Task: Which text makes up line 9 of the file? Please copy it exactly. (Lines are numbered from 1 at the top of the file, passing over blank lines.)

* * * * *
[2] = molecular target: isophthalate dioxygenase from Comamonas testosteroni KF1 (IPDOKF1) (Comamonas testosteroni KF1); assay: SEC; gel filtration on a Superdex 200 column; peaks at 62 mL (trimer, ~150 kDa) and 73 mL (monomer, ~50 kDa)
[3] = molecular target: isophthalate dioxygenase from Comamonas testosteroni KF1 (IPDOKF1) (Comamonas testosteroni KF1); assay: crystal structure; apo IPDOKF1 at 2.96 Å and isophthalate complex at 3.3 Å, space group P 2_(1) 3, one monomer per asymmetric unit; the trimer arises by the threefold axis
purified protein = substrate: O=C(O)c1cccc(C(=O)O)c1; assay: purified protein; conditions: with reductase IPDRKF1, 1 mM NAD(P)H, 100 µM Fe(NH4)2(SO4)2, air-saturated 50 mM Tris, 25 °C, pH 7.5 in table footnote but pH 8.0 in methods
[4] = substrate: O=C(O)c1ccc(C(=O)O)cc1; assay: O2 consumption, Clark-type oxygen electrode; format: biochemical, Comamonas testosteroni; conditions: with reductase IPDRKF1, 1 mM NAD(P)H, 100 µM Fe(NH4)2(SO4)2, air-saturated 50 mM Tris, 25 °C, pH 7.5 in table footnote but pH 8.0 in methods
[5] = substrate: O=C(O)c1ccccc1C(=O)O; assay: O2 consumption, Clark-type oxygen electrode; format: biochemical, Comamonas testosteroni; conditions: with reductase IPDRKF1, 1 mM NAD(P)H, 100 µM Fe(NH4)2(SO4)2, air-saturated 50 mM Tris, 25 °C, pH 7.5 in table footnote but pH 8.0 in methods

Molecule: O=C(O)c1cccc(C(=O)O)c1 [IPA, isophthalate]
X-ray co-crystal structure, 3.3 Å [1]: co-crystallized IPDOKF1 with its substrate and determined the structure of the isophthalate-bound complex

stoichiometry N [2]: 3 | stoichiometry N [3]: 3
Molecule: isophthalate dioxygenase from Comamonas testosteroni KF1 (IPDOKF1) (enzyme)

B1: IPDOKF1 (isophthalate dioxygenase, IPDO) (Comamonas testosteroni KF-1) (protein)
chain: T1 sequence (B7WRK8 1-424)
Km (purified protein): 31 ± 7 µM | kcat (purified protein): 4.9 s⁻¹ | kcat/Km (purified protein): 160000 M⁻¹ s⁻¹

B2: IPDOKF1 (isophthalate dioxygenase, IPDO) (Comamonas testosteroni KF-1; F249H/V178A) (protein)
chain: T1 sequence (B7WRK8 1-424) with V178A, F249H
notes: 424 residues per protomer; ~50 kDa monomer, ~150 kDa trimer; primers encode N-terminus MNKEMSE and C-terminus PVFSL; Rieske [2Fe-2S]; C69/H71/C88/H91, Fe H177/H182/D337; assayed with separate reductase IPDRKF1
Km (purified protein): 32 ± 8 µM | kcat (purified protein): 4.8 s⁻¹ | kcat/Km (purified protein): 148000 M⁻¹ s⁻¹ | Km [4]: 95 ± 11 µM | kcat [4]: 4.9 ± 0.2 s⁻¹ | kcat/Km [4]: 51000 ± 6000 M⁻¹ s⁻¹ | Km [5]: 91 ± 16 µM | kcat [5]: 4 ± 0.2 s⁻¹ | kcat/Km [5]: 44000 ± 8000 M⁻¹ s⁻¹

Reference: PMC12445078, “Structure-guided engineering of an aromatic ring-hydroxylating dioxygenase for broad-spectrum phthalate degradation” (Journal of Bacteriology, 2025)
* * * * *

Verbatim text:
Molecule: isophthalate dioxygenase from Comamonas testosteroni KF1 (IPDOKF1) (enzyme)